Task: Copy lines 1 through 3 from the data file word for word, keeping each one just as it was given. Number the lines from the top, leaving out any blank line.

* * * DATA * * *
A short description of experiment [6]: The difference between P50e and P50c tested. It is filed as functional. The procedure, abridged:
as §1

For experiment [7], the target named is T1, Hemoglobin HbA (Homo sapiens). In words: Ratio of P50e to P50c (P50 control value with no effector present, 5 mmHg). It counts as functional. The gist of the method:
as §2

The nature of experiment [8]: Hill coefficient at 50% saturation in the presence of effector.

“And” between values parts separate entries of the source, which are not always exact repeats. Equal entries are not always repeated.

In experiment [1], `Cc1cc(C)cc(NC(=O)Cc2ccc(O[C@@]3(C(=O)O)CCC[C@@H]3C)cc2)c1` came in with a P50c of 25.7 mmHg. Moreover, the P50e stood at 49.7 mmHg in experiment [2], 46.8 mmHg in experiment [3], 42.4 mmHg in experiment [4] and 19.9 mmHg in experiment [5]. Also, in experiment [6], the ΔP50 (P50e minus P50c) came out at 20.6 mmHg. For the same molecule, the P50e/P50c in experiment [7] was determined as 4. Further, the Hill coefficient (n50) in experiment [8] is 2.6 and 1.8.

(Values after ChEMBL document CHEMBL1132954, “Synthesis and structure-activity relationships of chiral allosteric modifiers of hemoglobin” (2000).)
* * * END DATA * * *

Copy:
A short description of experiment [6]: The difference between P50e and P50c tested. It is filed as functional. The procedure, abridged:
as §1

For experiment [7], the target named is T1, Hemoglobin HbA (Homo sapiens). In words: Ratio of P50e to P50c (P50 control value with no effector present, 5 mmHg). It counts as functional. The gist of the method: